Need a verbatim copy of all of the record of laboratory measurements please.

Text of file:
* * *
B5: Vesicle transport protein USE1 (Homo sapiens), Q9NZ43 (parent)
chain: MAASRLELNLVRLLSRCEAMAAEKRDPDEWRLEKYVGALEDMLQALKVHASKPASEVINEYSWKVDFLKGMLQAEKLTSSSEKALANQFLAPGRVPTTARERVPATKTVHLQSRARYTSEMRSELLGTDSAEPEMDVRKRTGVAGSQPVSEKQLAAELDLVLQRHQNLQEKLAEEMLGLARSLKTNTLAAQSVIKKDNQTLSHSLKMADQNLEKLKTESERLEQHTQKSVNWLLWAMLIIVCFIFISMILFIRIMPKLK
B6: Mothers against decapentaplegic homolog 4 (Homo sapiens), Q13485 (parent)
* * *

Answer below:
B5: Vesicle transport protein USE1 (Homo sapiens), Q9NZ43 (parent)
chain: MAASRLELNLVRLLSRCEAMAAEKRDPDEWRLEKYVGALEDMLQALKVHASKPASEVINEYSWKVDFLKGMLQAEKLTSSSEKALANQFLAPGRVPTTARERVPATKTVHLQSRARYTSEMRSELLGTDSAEPEMDVRKRTGVAGSQPVSEKQLAAELDLVLQRHQNLQEKLAEEMLGLARSLKTNTLAAQSVIKKDNQTLSHSLKMADQNLEKLKTESERLEQHTQKSVNWLLWAMLIIVCFIFISMILFIRIMPKLK
B6: Mothers against decapentaplegic homolog 4 (Homo sapiens), Q13485 (parent)